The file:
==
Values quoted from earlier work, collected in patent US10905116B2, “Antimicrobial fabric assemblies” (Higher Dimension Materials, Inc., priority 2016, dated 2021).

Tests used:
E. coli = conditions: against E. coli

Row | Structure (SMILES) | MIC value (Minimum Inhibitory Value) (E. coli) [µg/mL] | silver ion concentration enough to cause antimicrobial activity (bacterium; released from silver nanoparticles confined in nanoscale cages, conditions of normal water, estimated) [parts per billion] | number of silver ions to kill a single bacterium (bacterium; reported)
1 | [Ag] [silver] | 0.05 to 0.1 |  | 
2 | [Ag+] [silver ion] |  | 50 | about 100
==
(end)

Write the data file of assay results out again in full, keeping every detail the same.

Values quoted from earlier work, collected in patent US10905116B2, “Antimicrobial fabric assemblies” (Higher Dimension Materials, Inc., priority 2016, dated 2021).

Tests used:
E. coli = conditions: against E. coli

Row | Structure (SMILES) | MIC value (Minimum Inhibitory Value) (E. coli) [µg/mL] | silver ion concentration enough to cause antimicrobial activity (bacterium; released from silver nanoparticles confined in nanoscale cages, conditions of normal water, estimated) [parts per billion] | number of silver ions to kill a single bacterium (bacterium; reported)
1 | [Ag] [silver] | 0.05 to 0.1 |  | 
2 | [Ag+] [silver ion] |  | 50 | about 100